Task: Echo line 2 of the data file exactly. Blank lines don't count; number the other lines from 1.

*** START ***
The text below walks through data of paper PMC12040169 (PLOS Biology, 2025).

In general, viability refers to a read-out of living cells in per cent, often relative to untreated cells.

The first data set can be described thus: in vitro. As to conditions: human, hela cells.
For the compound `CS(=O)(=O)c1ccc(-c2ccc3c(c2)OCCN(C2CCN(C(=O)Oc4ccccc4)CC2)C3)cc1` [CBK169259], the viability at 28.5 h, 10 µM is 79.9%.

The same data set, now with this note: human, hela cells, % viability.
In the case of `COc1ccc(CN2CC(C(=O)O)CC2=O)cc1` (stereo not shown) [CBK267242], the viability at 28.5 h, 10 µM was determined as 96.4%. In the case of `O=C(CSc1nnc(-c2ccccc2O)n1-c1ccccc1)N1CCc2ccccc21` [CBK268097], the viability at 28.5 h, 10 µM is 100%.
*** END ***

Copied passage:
In general, viability refers to a read-out of living cells in per cent, often relative to untreated cells.